Arthroscopy: A magic treatment for athletes with shoulder instability

Arthroscopy is a surgical procedure in which orthopaedic surgeons use arthroscope to visualize, diagnose, and treat problems inside a joint.
Arthroscopy is a surgical procedure in which orthopaedic surgeons use arthroscope to visualize, diagnose, and treat problems inside a joint.

New Delhi : Good news for those who are suffering from shoulder instability. Health experts suggest that young athletes with shoulder instability might get benefit from arthroscopy. It is a surgical procedure in which orthopaedic surgeons use arthroscope to visualize, diagnose, and treat problems inside a joint.

According to researchers at the American Orthopaedic Society for Sports Medicine’s (AOSSM) Annual Meeting in San Diego, the outcomes may be improved by proper patient selection and reserving arthroscopic stabilisation for athletes with fewer incidents of pre-operative instability.

Lead author of the study, Frank A. Cordasco, MD, MS and his colleagues from the Hospital for Special Surgery in New York City presented a series of patients with shoulder instability between the ages of 14 and 20 who were treated with arthroscopic anterior stabilisation performed in the beach chair position by a single surgeon.

The primary results were the rates of revision surgery and return to sport at a minimum follow-up of two years.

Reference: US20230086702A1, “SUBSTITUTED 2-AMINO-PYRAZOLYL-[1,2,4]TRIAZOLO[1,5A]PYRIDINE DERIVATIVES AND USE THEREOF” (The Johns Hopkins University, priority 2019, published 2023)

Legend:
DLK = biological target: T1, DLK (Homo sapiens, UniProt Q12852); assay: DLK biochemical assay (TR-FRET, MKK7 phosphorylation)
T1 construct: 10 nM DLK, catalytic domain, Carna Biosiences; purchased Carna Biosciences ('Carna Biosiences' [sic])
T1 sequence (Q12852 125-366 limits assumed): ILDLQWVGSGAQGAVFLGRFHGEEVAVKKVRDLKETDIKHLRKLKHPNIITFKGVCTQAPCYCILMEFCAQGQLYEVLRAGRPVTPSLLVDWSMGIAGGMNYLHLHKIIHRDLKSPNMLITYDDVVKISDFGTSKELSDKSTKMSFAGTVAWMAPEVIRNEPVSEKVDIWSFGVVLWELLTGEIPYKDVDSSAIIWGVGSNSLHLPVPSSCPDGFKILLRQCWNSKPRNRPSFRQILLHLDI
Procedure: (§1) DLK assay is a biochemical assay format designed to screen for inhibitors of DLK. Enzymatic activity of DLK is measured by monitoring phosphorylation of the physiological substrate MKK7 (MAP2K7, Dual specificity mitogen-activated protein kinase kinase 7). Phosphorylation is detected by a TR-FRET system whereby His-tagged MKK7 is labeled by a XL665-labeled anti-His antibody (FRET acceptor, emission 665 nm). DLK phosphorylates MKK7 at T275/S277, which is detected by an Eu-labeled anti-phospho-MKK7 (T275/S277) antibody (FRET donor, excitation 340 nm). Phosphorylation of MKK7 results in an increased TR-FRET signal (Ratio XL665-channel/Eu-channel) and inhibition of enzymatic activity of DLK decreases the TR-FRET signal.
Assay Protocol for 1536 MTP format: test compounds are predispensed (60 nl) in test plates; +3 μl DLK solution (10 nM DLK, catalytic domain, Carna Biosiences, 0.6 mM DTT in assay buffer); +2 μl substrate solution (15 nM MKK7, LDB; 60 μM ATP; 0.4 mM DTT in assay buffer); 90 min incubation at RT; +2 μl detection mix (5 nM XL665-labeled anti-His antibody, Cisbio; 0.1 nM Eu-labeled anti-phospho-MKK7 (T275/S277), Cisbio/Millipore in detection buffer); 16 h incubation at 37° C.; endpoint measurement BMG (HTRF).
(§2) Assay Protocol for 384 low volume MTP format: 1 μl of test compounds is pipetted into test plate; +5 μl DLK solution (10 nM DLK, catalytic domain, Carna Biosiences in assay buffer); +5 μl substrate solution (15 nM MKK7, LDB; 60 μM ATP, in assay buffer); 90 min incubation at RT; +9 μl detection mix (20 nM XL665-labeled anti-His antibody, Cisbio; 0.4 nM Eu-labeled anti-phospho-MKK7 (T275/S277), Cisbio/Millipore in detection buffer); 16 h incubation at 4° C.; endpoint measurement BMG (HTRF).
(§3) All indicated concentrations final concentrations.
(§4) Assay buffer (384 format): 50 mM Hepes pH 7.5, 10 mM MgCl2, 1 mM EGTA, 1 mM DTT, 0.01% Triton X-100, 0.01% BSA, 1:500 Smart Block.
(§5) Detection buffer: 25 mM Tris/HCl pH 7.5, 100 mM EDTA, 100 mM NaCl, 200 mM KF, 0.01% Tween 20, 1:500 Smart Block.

“Our study highlights the importance for young athletes with shoulder instability, undergoing a thorough preoperative evaluation to determine the number of instability events and to obtain appropriate advanced imaging when the significant bone loss is suspected,” said Cordasco.

The study describes that when the high-risk young athlete with fewer episodes of pre-operative instability is treated with an arthroscopic stabilisation, the revision surgery rate is low and the return to sports rate is high.

Arthroscopic shoulder stabilisation may offer the best results in this group when it is performed after the first displacement. Additional research needs to be performed to continue to improve the outcomes for this demanding group of young, active high-risk athletes.

A detailed study of the topic including methodology and findings has been presented in the Journal- American Journal of Sports Medicine.